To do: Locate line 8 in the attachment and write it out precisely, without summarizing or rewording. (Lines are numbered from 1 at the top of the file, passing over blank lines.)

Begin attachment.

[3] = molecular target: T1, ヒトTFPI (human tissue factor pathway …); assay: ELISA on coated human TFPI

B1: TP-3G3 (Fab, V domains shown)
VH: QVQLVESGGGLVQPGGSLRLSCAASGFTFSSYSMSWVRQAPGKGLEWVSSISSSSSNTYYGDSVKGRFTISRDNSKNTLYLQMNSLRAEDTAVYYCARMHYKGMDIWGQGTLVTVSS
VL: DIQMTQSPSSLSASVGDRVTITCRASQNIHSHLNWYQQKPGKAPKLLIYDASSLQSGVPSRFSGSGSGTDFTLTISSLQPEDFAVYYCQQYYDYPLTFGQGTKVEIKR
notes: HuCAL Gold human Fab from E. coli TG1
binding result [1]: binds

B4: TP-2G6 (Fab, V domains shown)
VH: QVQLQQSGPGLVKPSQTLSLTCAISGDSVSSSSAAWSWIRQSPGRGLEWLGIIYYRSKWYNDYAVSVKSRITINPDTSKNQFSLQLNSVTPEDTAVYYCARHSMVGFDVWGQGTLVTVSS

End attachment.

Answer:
VH: QVQLQQSGPGLVKPSQTLSLTCAISGDSVSSSSAAWSWIRQSPGRGLEWLGIIYYRSKWYNDYAVSVKSRITINPDTSKNQFSLQLNSVTPEDTAVYYCARHSMVGFDVWGQGTLVTVSS